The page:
Low COLA? Blame it on Gasoline

By on October 19, 2016 in Retirement with 0 Comments

Image of gas pump filling station

Tuesday’s CPI report that will result in a low 2017 COLA for Social Security and federal retirees can be traced directly to gasoline prices that have dropped by about one-third between September 2014 and September 2016.

Calculating the increase for the Consumer Price Index for Urban Wage Earners and Clerical Workers (CPI-W) by comparing the indices for July, August, and September 2016 averaged and compared with the 2014 third quarter average of 234.242, the COLA increase is 0.3%.

Using that same formula for Consumer Price Index for Urban Wage Earners and Clerical Workers (CPI-W) All Items Excluding Energy by comparing the indices for July, August, and September 2016 averaged and compared with the 2014 third quarter average of 232.947, the COLA increase would be 3.5%.

Energy prices have dropped 21.72% over the past two years with gasoline prices representing about 44% of the Energy index and the primary reason the Energy index has fallen by such steep amounts since 2014.

The irony is that older consumers, those most affected by the Social Security and federal retiree COLA, tend to drive less and use less gasoline than the general population so they receive less benefit from declining gas prices.

While gasoline prices have dropped by about 34% since September 2014, other costs of items and services more heavily used by seniors have risen sharply as measured by the CPI-W.

Medical care costs have gone up 7.77% in the past two years, reflecting a 9.92% jump in the price of hospital services and an 11.09% increase in prescription drug prices.

And prices for services used by seniors continue to rise rapidly. Physician services are up by 6.43% while costs for legal services have risen by 7.83%.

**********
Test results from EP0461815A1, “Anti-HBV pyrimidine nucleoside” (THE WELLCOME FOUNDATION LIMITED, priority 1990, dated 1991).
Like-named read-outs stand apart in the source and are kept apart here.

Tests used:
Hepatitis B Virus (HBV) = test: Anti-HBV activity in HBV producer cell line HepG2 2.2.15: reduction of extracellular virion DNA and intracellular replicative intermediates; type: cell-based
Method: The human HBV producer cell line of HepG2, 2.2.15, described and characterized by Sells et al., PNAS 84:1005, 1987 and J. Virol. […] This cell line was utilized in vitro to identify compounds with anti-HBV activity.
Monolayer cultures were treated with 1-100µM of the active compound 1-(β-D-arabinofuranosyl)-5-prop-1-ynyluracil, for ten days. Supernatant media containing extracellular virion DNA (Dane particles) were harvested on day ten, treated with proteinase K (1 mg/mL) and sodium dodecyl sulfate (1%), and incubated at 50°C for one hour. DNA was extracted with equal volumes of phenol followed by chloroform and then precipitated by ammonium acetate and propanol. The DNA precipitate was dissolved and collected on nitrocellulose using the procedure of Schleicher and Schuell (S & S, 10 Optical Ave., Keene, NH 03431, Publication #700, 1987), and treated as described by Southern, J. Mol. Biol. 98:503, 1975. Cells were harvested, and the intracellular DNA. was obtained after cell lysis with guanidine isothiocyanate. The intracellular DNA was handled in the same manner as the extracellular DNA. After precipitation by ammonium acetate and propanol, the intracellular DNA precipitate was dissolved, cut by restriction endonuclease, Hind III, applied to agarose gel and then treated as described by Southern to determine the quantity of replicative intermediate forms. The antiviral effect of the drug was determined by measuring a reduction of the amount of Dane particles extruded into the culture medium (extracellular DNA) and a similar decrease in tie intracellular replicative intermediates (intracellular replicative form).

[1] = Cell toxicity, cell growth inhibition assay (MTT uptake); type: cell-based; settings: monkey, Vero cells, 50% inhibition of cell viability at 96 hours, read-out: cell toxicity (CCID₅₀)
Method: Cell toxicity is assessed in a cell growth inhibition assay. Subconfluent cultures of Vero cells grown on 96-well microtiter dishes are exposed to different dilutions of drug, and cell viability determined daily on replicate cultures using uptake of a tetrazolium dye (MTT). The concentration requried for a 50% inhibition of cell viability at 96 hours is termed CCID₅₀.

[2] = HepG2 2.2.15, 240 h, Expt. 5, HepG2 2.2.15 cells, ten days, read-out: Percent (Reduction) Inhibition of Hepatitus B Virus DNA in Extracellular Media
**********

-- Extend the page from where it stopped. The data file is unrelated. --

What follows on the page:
We already know premiums for health insurance under the Federal Employees Health Insurance Program (FEHB) are slated to rise 6.2% in 2017, while it is expected that Medicare Part B premiums will rise as much as 23% for CSRS retirees and other beneficiaries not protected by the held harmless clause.

National Active and Retired Federal Employees Association (NARFE) President Richard G. Thissen has already called for Congress to change how the COLA is calculated.

“Any COLA measurement must account for how seniors spend their money. This announcement also clearly shows a need to put to rest the idea that the federal government should save money on the backs of seniors by moving to the Chained CPI as the COLA determinant for federal benefits,” said Thissen in a written statement.

In the meantime, even the cost of vices continues to rise. Alcoholic beverage costs have gone up by a relatively meager 2.38% over the past two years, although tobacco and smoking products have risen by 7.46%, just below the rise in medical care.

By the way, don’t think you can avoid these increases by dying. Funeral expenses also are outpacing the overall rate of inflation and have risen 5.06% over the past 24 months.

© 2016 Michael Wald. All rights reserved. This article may not be reproduced without express written consent from Michael Wald.

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About the Author

Michael Wald is an independent economics analyst and writer based in the Atlanta area. He specializes in topics related to business, labor, and human resources. Prior to his retirement from the U.S. Department of Labor, he served as the agency’s Southeast Regional Director of Public Affairs and Southeast Regional Economist.

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